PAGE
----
Joe Rowntree

Looking Great On Google In 2019

How can you improve your business’ search engine appearance? With increasing numbers of purchases starting with search, the search engine results pages (SERPs) will more than likely be the first chance to make a great impression on your potential customers. As consumers become more competent online, the search for finding the right product or service at the right price becomes a much more research-heavy process, particularly for larger purchases typically associated with business-to-business transactions (B2B). Research shows there are a number of ways your brand could be interacting with consumers across Google and other search engines to make sure you are reflected as the best possible option.

However, when it comes to search engine marketing, the term SEO is too often associated with rankings alone, without a wider appreciation of the importance of the overall appearance of your brand across search.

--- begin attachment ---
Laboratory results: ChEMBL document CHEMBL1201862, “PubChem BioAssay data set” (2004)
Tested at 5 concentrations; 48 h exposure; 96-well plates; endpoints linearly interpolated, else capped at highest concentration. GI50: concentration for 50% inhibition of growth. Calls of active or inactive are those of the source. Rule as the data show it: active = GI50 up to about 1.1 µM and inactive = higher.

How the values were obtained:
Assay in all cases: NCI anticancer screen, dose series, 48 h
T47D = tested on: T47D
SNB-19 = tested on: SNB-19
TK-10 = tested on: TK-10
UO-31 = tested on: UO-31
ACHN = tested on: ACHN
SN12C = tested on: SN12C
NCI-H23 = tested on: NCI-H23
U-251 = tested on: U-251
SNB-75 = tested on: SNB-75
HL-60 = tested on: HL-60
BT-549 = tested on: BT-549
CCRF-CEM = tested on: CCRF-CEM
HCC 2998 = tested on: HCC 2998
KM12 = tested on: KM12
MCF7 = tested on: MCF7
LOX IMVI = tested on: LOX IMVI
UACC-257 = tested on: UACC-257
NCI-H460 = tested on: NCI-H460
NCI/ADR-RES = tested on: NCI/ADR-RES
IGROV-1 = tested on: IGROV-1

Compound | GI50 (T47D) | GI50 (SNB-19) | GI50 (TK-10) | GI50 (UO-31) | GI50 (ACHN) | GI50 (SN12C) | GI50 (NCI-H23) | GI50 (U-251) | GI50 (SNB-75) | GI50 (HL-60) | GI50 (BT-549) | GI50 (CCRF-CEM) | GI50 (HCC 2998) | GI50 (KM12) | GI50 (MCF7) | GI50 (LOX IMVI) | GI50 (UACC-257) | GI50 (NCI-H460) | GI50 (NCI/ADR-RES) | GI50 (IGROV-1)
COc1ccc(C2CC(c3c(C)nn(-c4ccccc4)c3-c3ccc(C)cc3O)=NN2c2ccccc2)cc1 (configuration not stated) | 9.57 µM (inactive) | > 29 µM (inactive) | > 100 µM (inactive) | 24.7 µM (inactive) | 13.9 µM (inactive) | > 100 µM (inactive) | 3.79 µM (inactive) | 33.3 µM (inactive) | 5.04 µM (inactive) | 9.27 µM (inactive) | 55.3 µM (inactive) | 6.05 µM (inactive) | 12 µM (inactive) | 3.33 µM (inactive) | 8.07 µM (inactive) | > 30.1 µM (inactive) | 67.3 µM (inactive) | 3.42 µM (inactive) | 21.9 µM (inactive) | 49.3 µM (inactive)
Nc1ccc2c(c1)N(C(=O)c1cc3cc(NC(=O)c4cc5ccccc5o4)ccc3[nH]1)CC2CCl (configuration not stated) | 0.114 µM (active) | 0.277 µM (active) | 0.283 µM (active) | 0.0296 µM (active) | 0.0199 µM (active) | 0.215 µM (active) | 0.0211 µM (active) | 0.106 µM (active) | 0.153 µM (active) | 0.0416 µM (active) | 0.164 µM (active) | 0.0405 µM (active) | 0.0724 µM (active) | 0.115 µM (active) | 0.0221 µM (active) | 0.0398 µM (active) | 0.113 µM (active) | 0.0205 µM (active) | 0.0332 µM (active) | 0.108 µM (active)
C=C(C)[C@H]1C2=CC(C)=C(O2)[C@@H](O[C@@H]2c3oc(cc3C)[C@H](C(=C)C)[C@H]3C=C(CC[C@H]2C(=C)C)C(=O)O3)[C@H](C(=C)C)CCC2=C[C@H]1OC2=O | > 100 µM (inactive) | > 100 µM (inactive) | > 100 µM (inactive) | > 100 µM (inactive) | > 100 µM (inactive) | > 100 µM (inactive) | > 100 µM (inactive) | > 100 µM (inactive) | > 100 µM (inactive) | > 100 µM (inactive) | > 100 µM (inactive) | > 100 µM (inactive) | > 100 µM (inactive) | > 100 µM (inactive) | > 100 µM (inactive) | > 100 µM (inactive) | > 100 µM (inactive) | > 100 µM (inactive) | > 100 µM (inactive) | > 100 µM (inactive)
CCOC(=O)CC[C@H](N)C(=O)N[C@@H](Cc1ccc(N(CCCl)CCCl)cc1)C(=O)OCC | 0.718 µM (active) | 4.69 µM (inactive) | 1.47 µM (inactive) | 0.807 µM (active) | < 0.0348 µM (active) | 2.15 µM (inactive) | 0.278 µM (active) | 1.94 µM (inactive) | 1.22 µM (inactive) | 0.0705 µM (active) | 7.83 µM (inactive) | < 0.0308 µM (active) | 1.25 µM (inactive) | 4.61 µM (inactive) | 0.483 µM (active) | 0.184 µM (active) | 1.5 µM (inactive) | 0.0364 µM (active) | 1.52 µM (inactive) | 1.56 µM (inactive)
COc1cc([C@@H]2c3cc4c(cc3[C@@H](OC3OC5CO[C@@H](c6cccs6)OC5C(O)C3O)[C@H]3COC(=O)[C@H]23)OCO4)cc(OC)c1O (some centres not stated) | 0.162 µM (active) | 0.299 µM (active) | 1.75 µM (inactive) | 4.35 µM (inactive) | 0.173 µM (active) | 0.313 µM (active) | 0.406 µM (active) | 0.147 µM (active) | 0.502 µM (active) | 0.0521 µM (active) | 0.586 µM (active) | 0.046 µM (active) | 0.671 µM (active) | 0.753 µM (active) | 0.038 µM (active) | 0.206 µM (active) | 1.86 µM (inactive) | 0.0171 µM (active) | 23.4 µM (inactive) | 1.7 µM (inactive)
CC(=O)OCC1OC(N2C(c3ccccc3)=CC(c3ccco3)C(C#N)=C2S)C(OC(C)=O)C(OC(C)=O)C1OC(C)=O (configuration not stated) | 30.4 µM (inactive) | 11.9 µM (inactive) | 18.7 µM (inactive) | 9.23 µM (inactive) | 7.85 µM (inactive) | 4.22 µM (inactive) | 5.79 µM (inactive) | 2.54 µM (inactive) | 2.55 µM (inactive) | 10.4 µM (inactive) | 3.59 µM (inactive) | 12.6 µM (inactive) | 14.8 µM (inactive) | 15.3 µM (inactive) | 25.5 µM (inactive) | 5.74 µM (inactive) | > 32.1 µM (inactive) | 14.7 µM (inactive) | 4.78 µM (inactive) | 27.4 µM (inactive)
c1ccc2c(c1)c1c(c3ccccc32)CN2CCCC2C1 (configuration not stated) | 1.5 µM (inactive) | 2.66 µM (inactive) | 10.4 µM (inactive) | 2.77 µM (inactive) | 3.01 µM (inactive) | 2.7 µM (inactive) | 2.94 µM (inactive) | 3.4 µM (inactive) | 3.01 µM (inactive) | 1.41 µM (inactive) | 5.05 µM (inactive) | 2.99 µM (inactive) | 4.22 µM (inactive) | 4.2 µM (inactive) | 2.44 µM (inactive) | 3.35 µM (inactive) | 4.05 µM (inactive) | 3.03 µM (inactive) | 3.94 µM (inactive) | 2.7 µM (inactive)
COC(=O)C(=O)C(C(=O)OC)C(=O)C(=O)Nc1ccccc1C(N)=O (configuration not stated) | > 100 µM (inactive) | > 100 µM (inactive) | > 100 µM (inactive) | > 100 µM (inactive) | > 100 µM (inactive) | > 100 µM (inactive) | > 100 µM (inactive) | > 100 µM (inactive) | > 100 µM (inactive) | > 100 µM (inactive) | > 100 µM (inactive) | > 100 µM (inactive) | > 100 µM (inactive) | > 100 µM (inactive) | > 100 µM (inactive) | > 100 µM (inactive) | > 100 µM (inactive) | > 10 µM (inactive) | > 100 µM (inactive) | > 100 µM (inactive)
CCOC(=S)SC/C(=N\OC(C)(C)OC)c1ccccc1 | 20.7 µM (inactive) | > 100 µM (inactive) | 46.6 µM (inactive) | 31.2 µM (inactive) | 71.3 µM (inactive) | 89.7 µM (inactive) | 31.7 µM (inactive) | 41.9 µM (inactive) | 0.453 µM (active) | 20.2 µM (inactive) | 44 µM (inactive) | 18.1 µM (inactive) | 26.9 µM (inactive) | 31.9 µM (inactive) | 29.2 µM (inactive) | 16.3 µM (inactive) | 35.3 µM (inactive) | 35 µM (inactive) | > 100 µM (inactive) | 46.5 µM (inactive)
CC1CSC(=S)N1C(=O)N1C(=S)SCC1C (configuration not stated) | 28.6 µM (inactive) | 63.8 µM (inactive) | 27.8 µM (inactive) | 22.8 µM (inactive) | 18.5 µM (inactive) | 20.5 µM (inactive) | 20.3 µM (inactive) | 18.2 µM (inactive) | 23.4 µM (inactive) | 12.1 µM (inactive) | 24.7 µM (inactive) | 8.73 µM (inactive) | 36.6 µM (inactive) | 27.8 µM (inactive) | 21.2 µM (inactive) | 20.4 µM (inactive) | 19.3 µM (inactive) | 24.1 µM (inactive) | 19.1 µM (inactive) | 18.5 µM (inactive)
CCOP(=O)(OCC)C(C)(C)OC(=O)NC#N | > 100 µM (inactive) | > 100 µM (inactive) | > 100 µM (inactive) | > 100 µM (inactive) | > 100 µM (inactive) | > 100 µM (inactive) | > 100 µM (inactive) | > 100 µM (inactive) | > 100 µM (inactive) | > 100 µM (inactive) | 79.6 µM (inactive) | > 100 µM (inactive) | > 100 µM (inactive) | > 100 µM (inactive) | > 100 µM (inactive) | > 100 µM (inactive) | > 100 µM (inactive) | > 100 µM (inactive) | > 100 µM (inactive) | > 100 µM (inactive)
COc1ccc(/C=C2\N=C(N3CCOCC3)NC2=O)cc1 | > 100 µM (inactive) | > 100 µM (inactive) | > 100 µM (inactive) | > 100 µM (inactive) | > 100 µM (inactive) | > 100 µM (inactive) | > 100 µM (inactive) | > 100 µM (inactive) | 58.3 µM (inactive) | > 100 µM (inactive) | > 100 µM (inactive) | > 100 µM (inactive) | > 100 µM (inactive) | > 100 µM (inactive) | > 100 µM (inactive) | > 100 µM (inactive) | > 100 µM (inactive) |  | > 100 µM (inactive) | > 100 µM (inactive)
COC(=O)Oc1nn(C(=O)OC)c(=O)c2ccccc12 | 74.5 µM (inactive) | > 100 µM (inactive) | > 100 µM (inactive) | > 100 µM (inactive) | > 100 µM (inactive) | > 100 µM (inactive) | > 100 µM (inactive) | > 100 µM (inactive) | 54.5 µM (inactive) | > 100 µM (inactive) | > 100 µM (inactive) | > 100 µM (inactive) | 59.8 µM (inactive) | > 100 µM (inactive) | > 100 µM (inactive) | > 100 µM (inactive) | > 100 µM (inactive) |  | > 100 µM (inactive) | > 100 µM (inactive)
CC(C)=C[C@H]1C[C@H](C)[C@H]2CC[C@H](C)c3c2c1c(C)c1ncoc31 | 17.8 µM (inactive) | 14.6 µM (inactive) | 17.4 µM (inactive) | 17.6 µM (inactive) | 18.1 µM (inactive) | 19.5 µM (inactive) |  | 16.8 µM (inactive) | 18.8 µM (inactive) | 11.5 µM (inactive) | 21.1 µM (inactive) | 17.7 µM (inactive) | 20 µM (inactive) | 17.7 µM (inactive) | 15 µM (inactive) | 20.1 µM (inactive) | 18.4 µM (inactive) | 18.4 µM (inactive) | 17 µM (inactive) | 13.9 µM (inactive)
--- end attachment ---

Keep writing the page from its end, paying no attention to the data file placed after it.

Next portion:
So what can you do to improve how your brand appears across the search results? Let us talk you through it. 

Structured Data 

With Google’s move towards more visually-focused search engine results pages (SERPs) in more recent years, it’s given producers of content the opportunity to change how their content is displayed across the results. To access these types of features, you’ll need to look at adding structured markup data so search engines can better interpret the content of your web pages and display this appropriately.

Here are some of the most common examples of schema you can easily implement on your website to boost your appearance.  

Breadcrumbs Schema

Breadcrumbs are probably one of the most widely used of these, pulling through a very brief hierarchy of the site into the results snippet which will indicate to a user whereabouts on the site they are likely to land. Not only might this help with your organic click-through rate (CTR), but a great user experience is likely to leave users with a good impression of your business.

Product Schema